shooting family portraits at weddings

Last Wednesday, over 30 Denver wedding photographers showed up at the Spruce Mountain Ranch in Larkspur, CO to hear myself and Angie & Andy Wood talk about off-camera lighting. Lots of great questions asked. I spoke about shooting family photos at weddings.

We do not shoot many overly posed photographs on the wedding day.  However, we feel it is important to have some casually posed images with close family and friends. We usually take the formal photographs immediately following the ceremony, unless the bridal couple chooses a First Look. To streamline the process, about a month prior to the wedding, we send out an email asking the bridal couple for the selection of formal groupings and include a list of our standard formal groupings: bride and groom with bride’s parents, bride and groom with bride’s parents and siblings, bride and groom with groom’s parents, bride and groom with groom’s parents and siblings, bride and groom with all bridal party, bride and groom with each respective party (if not taken pre-ceremony). That way all the grounds get covered in less than 20 minutes.  If clients wish to add extended family into the formals, we recommend an average of 3-4 minutes per additional grouping. One thing we stress is that everyone in the formals be ready to begin at the stated time otherwise the show must go on.  To avoid wasting time searching for missing individuals, have your bridal couple to communicate to those they would like to participate and even have a list of names on a poster at the exit of the ceremony site. That way they don’t miss photos and voyage off to cocktail hour.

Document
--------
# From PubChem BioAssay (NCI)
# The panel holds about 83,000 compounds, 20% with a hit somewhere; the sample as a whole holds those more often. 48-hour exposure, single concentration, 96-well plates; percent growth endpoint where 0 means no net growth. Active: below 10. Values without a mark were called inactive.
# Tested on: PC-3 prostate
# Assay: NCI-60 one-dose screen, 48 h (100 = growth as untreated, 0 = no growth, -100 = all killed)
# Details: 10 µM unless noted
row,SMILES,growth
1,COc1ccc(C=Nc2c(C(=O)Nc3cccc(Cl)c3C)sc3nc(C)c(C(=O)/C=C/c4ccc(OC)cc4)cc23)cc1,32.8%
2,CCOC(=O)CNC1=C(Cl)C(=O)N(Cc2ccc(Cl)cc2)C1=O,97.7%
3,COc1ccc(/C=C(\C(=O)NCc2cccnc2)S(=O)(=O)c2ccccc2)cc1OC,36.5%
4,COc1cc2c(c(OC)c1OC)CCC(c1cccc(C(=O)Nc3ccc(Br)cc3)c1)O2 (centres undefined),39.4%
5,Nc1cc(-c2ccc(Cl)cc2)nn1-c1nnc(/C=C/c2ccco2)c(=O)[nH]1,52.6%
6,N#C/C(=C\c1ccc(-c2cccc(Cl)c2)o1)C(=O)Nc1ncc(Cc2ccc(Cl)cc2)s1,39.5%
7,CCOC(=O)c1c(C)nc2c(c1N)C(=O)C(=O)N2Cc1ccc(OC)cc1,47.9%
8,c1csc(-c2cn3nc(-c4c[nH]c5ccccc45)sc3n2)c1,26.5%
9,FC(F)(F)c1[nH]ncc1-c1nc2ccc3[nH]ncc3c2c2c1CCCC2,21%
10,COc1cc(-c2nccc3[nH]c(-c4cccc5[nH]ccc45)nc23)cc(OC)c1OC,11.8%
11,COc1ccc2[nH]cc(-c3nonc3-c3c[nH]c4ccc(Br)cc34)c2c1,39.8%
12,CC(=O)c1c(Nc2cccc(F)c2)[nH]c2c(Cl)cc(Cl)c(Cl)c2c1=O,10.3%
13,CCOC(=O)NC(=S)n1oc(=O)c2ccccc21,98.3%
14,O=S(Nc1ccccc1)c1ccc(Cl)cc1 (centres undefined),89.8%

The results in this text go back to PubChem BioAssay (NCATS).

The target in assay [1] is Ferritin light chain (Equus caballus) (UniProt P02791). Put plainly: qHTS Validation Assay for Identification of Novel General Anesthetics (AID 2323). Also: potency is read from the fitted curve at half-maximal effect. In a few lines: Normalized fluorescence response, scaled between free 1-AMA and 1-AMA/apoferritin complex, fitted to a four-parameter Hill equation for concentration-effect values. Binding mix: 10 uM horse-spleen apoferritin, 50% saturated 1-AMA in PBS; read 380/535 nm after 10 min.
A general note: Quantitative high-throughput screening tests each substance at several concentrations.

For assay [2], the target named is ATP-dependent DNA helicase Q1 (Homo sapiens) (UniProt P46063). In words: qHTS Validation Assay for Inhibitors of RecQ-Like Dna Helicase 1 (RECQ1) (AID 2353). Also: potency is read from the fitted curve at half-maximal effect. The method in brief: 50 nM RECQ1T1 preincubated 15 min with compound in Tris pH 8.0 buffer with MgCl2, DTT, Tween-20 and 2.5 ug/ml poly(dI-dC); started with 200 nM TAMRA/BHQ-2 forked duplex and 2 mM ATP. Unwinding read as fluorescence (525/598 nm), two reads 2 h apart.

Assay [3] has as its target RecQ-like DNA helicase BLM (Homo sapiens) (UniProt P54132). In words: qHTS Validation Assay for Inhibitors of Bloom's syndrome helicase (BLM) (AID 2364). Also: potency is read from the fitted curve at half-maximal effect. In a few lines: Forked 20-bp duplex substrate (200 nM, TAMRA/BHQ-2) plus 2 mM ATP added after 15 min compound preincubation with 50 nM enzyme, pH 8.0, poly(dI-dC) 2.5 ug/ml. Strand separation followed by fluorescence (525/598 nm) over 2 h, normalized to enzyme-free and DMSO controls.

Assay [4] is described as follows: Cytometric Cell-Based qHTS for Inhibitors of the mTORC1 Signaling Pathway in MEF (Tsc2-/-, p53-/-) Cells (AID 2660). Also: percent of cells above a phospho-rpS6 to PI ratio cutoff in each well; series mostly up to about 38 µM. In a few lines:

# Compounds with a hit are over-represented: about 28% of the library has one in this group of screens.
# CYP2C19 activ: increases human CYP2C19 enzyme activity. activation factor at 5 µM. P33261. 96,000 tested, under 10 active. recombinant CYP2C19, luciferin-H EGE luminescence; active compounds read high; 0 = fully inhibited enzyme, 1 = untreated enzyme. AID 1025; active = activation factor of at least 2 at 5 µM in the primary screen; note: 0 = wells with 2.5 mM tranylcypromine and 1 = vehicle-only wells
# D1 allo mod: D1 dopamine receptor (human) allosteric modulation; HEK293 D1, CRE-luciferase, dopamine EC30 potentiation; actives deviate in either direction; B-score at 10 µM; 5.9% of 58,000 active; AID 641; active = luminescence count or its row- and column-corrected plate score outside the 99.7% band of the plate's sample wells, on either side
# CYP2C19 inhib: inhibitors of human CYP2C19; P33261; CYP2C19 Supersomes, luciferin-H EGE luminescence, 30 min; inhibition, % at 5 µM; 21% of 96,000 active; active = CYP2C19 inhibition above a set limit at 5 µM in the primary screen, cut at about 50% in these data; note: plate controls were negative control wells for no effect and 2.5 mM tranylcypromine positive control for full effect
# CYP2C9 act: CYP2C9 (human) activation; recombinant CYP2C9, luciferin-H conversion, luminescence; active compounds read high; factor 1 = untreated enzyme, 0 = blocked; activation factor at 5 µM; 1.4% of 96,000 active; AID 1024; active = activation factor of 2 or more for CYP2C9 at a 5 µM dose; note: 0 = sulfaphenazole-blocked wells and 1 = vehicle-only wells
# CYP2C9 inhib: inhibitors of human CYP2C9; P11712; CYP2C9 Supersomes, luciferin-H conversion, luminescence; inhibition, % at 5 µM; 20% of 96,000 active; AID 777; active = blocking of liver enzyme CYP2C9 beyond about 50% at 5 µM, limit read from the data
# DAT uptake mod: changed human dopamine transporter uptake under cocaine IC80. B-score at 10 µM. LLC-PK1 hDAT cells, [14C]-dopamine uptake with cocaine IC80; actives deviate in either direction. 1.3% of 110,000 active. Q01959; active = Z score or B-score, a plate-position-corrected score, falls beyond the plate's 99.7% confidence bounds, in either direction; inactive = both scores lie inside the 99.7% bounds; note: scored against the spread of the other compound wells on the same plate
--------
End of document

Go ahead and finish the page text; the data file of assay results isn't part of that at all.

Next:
If you are new to relatively new to wedding photography, you don’t want to screw up formals. Fear not, here’s our list of Do’s and Don’ts to help:

DO keep it simple when choosing a location. While that sweeping mountain vista may just be over that ridge line, keep in mind Grandma may not want to walk far. Good lighting is more important than a scenery for portraits.

DO have a good attitude. While family dynamics can be tense, timelines tight, and weather iffy, the one thing you can control is your attitude. Never forget that. If you make the family portrait experience sincere, snappy, and add a dash of natural energy… you are off to a great start.

DO make sure you’re using a depth of field appropriate for the size of the group. If you have 3 tiers of people (front, middle, back), you’ll be safe shooting at f/8 with almost any lens. The key when shooting family portraits to do get everyone in focus. And always focus on the bride’s eyes, no matter what.

DO ensure people are evenly lit, whether it be natural or artificial light. Shooting available light formals has advantages, especially if bounced light is serving as a main light source. But if you are shooting in a dark church, be smart. Use your flash to create important images.